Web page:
Fate of Man’s Bump Stock Lies With En Banc 10th Circuit

The legality of America’s bump stock ban — and whether one man should keep his device through the duration of a lawsuit — came under the scrutiny of the en banc 10th Circuit.

A bump stock is attached to a semiautomatic rifle at the Gun Vault store and shooting range on Oct. 4, 2017, in South Jordan, Utah. (AP Photo/Rick Bowmer)

(CN) — The last man in America to legally own a bump stock asked the en banc 10th Circuit on Wednesday to allow him to keep the device — which turns a firearm into a machine gun of sorts — until the federal lawsuit challenging the legality of the devices has been decided.

W. Clark Aposhian, chairman of the Utah Shooting Sports Council, sued the U.S. Bureau of Alcohol, Tobacco, Firearms and Explosives in January 2019 after the Trump administration instituted a rule change categorizing bump stocks as machine guns, effectively banning people from owning them.

The rule change came in response to the 2017 massacre at a country music festival in Las Vegas, where a man killed 58 people and injured hundreds more using a bump stock device. The federal government therefore contends the plastic accessory is illegal since it can make a perfectly legal semiautomatic weapon behave like a machine gun.

Aposhian counters banning bump stocks takes an act of Congress, and should not be left to unelected ATF bureaucrats under the control of the Department of Justice.

A federal judge denied Aposhian’s request for preliminary injunction in March 2019, leading to his first 10th Circuit appeal. The panel allowed him to keep his bump stock temporarily while it reviewed the situation, then denied his request for preliminary injunction in April 2019.

On Wednesday, Bill Clinton-appointed U.S. Circuit Judge Carlos Lucero questioned whether the appeals court should be hearing the case at all.

“I thought we had a case of substantial national importance before us, but as I studied this case I’ve continued to have serious reservation about the jurisdiction of our en banc court. And that is because we do not have a final judgment before us,” Lucero said. “Why isn’t this case nothing more than a request for an advisory opinion to the trial court below creating basically the law of the case when the case hasn’t even been heard?”

Aposhian’s attorney Caleb Kruckenberg of the New Civil Liberties Alliance, answered, “That is what this court has decided to rehear, in part the likelihood of success prong in the denial of preliminary injunction.”

Fellow Clinton appointee U.S. Circuit Judge Mary Beck Briscoe asked about the role of federal agency experts in designing the rules.

“Do you contend that the ATF has no expertise in defining and regulating various classes of firearms?” Briscoe asked.

Kruckenberg acknowledged that the agency’s firearm experts play an important role in rulemaking.

“Our contention here is that ATF does have expertise, but their expertise pointed against this stipulation,” Kruckenberg said. “The expertise for years was based on direct examination of bump stocks and the examiners said consistently these are not machine guns, that’s what the experts said. This rule instead is a repudiation of that expertise.”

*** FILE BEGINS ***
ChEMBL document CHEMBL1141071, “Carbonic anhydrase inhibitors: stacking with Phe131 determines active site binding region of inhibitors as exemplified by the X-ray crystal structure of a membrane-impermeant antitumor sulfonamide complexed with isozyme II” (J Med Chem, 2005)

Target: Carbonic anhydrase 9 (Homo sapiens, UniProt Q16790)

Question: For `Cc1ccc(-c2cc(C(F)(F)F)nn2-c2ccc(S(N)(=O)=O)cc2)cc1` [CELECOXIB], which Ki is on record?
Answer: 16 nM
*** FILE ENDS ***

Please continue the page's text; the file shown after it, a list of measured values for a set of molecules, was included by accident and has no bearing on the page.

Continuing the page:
The panel additionally examined the language in the federal machine gun ban, which in part defines the banned weapon by the “single function of the trigger” that sets the gun in motion.

“The fundamental interpretive question here is whether Congress, in banning machine guns because of the unique dangers they pose to the public and to law enforcement, drew a distinction between a weapon that allows a shooter to pull the trigger once and produces repeated fire by continuing to apply pressure to the trigger, and a weapon with a bump stock that allows a shooter to pull the trigger once, apply pressure on a slightly different part of the weapon and produce the same result: continuous fire until the shooter runs out of ammunition,” said U.S. Attorney Brad Hinshelwood.

Both Kruckenberg and Hinshelwood contend that the statute unambiguously supports their opposing arguments.

U.S. Circuit Judge Scott Matheson Jr., a Barack Obama appointee, questioned Hinshelwood on how both views could be true.

“I’m just having a hard time squaring that we had these 10 letters in the past, and then we get the rule, and you come in and say there’s no ambiguity — how can that be?” Matheson asked. “So the ATF for years and years was unambiguously wrong?”

Hinshelwood said yes.

“ATF was applying the wrong understanding of the statutory text,” Hinshelwood said. “ATF was applying the wrong definition of the word ‘automatically’ with respect to these devices.”

He argued the bump stock ban “isn’t a policy judgment, it’s what the statute requires us to do.”

Donald Trump-appointed U.S. Circuit Judge Allison Eid continued to press Hinshelwood for clarity.

“You believe that the language is not ambiguous and that the case stops there?” Aid said.

Hinshelwood agreed.

“There’s a reason why courts consistently rejected efforts to circumvent the statute by these sorts of novel devices, because otherwise Congress’ machine gun ban wouldn’t do a whole lot of good,” he said.

The 10th Circuit Court of Appeals is based in downtown Denver. Due to the pandemic, the hearing was conducted remotely and broadcast over YouTube.

At the conclusion of the 90-minute hearing, Chief U.S. Circuit Judge Timothy M. Tymkovich commended both parties.

“You performed optimally in suboptimal conditions,” the George W. Bush appointee said.

Fellow George W. Bush appointed U.S. Circuit Judges Harris Hartz and Jerome Holmes, Obama appointees Robert Bacharach, Gregory Phillips and Nancy Moritz, Trump-appointed Joel Carson rounded out the panel. They did not indicate when or how they will decide the case.

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